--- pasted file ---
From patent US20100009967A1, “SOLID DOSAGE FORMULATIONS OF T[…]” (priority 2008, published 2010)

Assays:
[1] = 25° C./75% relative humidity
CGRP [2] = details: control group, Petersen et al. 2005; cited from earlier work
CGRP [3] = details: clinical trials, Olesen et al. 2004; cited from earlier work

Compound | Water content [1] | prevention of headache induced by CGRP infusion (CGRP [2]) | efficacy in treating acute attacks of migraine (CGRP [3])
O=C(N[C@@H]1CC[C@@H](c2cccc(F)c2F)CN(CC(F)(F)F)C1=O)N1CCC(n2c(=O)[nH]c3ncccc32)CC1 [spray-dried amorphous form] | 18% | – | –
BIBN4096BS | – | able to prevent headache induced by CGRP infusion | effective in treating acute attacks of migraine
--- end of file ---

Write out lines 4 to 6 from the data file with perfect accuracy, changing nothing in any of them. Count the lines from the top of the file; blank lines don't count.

CGRP [2] = details: control group, Petersen et al. 2005; cited from earlier work
CGRP [3] = details: clinical trials, Olesen et al. 2004; cited from earlier work

Compound | Water content [1] | prevention of headache induced by CGRP infusion (CGRP [2]) | efficacy in treating acute attacks of migraine (CGRP [3])